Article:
On Philosophy

July 15, 2006

More on Intentionality

Filed under: Intentionality — Peter @ 12:01 am

Today I am just refining a couple points relating to the discussion of intentionality presented last time. It might be best to read that first if you haven’t already.

1: About-ness

Assuming that we now accept that there is no such thing as the traditional concept of intentionality how can we explain the idea that our thoughts are sometimes about objects external to us? It’s pretty obvious that about-ness, taken as a relation between thoughts and external objects, doesn’t influence our thinking (for example consider the classic example of the person who thinks the morning star and the evening star are two separate objects, his thoughts about them have different content and meaning (to him), but they are really about the same thing). That doesn’t necessarily mean that about-ness isn’t convenient to talk about in some cases. Here is a definition of about-ness that fits with the discussion of intentionality I previously presented: a thought is about something (X) if the thought is related to a mental model that was created, at least in part, by causal interaction with X, and that causes the subject to identify an object X that he or she perceives as such. I am not sure how the concept of about-ness could actually be useful to us philosophically, but at least we don’t have to discard it altogether.

2: Models of Kinds

If you accept my account of mental models / concepts you may be wondering how we should describe a mental model when it is “about” a classification or kind of thing instead of a particular object. I would argue however that the correct way to think about mental models is that they all determine a classification of things, some of which just happen to have a single member. (A bit on how this can be formalized: here.) I would more fully describe a mental model as being made up of a collection of weighted properties, which may either pick out a single object or a class of objects depending on the particular properties and weights involved. I say that a collection of weighted properties makes up a mental model because of the way people actually seem to classify the objects they encounter, namely that there is no one property that is all-important in determining what kind of object something is, and that some properties are more important in making this determination than others. If you don’t think this is a reasonable description of mental models consider the following: you have a mental model of your friend Bob, which obviously is a mental model of a single object and not of a kind or classification. However one day Bob is put through a duplicator, creating two indistinguishable Bobs, each of which is equally the original. Now you are in a situation where your mental model should lead you to identify both individuals as Bob, and thus it seems that somehow your mental model of what was once solely an individual has become a mental model of a class of people (containing two members currently). Because it is unreasonable to suppose that somehow the act of duplicating Bob reaches out to alter your mental model of him, we must accept that your mental model of Bob was really about this class of people all along, and it was simply a fact of nature that there was only one member of it, not an inherent property of the mental model.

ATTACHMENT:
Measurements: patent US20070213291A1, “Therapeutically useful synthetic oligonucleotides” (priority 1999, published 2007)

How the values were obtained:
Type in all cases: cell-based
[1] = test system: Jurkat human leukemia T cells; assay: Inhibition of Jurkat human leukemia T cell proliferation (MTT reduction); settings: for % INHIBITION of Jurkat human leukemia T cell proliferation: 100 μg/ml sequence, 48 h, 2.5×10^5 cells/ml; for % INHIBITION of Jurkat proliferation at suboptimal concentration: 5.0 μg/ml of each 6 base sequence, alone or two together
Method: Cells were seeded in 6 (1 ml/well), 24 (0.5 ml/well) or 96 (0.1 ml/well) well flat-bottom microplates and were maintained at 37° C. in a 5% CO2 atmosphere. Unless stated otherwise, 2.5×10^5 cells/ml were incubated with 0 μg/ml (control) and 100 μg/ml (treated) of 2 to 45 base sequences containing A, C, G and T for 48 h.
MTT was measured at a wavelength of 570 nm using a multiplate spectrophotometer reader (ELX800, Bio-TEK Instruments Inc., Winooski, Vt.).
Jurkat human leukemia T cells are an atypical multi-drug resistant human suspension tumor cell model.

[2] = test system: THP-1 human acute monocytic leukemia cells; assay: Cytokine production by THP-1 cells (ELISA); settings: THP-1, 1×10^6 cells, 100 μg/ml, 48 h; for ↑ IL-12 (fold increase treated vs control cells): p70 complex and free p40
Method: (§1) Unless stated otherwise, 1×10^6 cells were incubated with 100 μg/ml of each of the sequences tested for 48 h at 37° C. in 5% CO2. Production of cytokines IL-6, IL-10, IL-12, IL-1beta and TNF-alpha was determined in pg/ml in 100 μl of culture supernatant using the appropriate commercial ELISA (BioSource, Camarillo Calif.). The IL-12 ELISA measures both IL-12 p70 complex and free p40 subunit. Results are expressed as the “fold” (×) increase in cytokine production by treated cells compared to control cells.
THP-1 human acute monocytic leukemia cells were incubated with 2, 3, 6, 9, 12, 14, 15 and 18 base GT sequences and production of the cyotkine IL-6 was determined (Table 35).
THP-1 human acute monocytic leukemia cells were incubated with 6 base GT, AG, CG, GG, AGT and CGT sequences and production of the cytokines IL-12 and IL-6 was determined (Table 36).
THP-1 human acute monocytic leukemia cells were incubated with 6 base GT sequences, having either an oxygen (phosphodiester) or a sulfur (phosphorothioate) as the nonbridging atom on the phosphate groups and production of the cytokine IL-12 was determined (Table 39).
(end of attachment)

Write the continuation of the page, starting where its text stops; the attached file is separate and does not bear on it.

3: About Kinds

Of course I now must mention how we can define a thought as being about a kind of thing, since the definition of “about” given above only applied to single objects. The redefinition is fairly straightforward: a thought is about something (X) if the thought is related to a mental model that was created, at least in part, by causal interaction with objects that can be described as X, and that the mental model in question causes the subject to identify object of type X as such when perceived. Of course this in turn partly hinges on the ability of a description to be considered a cause (see here).

Also: The blog hit 10,000 page views today, which seems like a large number.

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2 Comments

  1. Intentionality as a term refers to the obvious fact that we don’t just think, but we think about something, we don’t just love, hate, observe, and so on… but we llove, hate, observe something.
    That something doesn’t have to exist, or be real. In fact we can think that something is not existing (e.g. I can say or think that Santa doesn’t exist), or we can think that something is not real (e.g. “That is not real tiger, it is just a man in suit”).
    So, intentionality is not a theory of causal or acausal relations between what we are thinking of, and that thing. The term “intentionality” is atheoretical, phenomenological notion which just registers and formalizes a fact that our intentional acts (thinking, observing, loving, wondering, affirming, denying and so on), are always about some things.
    So, I don’t think what you are attacking is intentionality or aboutness per se, but specific theories of intentionality.

    Comment by Tanasije Gjorgoski — July 15, 2006 @ 2:06 am

  2. Of course I have to attack specific theories of intentionality, what else could I attack? However they are the generally accepted theories of intentionality. Of course if you accept that intentionality is only an “atheoretical, phenomenological notion” then it can’t be useful in any possible theory, since it couldn’t have a real effect on the world (and thus on mental states / content). If you want to make intentionality do any work (such as provide meaning / content for thoughts), which many philosophers do, especially externalists, some direct realists, ect, then you must say that it is “real” realation, has causal power, and so on. This is the view of intentionality that I argue is inconsistant.

    Comment by Peter — July 15, 2006 @ 3:57 am


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